In 1990s Russian media enjoyed a brief period of liberalism, described well in Arkady Ostrovsky’s book The Invention of Russia. The first independent TV channel, NTV was launched in 1993 and caused a stir with its analytical programme Itogi (Conclusions), which for the first time provided a different point of view from the news coverage by the state television. Russia’s President Yeltsin may have had his faults but he was remarkably liberal in relation to the media, which used to criticise him and his policies in the open. A satirical show Kukly (Puppets) launched in 1994 and based on Britain’s Spitting Image, was clever, bold and “unabashedly irreverent”, writes Ostrovsky.

In 1999 along came Putin. “He did not view journalism as a news provider”, explains Buntman. “The function of the media is to broadcast what works for the state. It’s that simple. The Russian media are Kremlin’s loudspeakers.” Kukly was taken off air. NTV was acquired by the state-owned Gazprom and its former owner, Vladimir Gusinsky, was forced into exile.

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Echo of Moscow, led by Alexei Venediktov, the eccentric and outspoken editor-in-chief, elected by the staff, is fighting back. Venediktov broadcasts not just via the radio, but by publishing guest bloggers and collating articles on the Echo of Moscow website and using social media. He recently tweeted about Russian police conducting a search in the Ukrainian library in Moscow and intimidating its director with charges of instigating hatred by subscribing to Ukrainian newspapers, which criticise the Russian government. Buntman hosts a regular history programme which openly discusses Stalinism and puts current affairs in perspective.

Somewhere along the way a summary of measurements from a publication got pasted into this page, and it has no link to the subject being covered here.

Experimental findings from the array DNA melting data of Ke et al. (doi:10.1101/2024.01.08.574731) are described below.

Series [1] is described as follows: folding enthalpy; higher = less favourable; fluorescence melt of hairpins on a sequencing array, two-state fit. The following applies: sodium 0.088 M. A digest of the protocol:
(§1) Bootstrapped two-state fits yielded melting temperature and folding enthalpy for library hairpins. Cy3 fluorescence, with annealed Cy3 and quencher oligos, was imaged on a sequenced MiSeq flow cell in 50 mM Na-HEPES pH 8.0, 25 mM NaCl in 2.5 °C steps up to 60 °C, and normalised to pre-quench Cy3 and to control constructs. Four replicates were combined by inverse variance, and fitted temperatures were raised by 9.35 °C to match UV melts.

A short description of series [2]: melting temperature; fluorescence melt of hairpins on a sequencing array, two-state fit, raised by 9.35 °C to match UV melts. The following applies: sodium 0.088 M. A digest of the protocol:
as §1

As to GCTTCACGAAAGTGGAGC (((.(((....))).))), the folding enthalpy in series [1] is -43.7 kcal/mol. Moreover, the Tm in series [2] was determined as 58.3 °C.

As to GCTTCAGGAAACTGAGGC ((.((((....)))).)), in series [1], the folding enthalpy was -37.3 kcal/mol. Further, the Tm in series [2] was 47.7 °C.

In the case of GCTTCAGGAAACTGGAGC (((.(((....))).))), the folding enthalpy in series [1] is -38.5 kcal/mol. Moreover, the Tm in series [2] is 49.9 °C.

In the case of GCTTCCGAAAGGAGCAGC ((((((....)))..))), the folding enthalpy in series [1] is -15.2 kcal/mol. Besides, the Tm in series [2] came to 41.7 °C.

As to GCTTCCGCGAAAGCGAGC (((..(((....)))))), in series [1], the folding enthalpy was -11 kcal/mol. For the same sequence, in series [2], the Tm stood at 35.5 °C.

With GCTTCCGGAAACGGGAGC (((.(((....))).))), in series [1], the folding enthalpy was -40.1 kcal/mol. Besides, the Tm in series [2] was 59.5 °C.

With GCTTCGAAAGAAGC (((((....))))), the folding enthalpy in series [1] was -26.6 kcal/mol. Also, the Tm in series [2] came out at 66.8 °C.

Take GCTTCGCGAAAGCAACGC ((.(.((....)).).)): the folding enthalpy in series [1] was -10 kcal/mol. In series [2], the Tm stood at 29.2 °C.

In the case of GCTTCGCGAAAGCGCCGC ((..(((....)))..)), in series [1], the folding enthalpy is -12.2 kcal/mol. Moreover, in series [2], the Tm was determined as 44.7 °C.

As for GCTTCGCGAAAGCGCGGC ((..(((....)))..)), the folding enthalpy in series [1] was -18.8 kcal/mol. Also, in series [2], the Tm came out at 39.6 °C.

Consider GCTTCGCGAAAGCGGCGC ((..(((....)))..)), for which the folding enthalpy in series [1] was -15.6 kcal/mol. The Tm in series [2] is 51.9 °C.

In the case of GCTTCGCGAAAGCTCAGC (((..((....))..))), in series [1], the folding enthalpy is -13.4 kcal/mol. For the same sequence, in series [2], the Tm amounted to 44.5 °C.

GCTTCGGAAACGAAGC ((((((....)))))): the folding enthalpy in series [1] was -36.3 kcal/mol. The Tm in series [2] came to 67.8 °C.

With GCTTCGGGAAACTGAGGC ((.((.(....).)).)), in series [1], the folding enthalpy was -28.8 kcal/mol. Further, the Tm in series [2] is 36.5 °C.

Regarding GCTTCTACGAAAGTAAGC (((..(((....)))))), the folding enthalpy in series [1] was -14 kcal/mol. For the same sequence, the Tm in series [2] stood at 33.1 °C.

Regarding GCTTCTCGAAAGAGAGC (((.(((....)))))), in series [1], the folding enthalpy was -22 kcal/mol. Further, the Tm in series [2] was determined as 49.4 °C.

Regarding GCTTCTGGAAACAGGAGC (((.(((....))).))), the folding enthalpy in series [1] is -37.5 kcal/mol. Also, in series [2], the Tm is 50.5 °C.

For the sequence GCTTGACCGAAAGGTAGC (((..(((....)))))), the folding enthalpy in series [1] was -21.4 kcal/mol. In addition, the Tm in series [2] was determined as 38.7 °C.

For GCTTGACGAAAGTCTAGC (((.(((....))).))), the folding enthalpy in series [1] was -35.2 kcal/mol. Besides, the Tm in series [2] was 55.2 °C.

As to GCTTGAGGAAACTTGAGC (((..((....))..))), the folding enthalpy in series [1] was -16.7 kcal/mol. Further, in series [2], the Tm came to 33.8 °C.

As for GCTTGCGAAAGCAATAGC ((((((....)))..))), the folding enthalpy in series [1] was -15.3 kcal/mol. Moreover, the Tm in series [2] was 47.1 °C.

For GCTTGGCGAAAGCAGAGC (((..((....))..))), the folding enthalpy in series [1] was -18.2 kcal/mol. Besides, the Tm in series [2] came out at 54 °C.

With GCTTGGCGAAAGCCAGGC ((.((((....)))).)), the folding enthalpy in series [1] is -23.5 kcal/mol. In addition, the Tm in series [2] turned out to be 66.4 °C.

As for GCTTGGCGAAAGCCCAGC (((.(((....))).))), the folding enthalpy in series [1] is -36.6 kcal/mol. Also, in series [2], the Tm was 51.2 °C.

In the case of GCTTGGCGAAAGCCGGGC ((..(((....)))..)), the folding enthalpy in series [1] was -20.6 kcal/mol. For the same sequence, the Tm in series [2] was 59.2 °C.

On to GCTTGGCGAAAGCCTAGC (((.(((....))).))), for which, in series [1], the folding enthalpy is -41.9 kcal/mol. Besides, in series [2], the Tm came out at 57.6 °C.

After Putin’s speech on Crimea in 2014, Buntman compared Russian president to Hitler who had used similar arguments to justify the annexation of Austria in 1938. The journalists at Echo of Moscow view Russia’s involvement in Syria as Putin’s ploy to “solve the world’s problems”, banking on “another Yalta” (a post Second World War conference after which Stalin kept the Eastern territories of Poland, annexed to the USSR by the Molotov-Ribbentrop pact with Hitler) when “his little pranks, like the annexation of Crimea” would be forgiven and forgotten.

“Russia’s system today is absolutely, 100 per cent an authoritarian system, and it is drifting toward totalitarianism,” said Venediktov in an interview with Mashable in June 2015. “The major trend, as I see it, is the elimination of competition in all areas. Putin wants to monopolise all things: politics, ideology, culture — you name it.” His colleague Buntman agrees: “We are once again becoming a corporate state. Remember how you could only be a writer only if you belonged to the writers’ union?”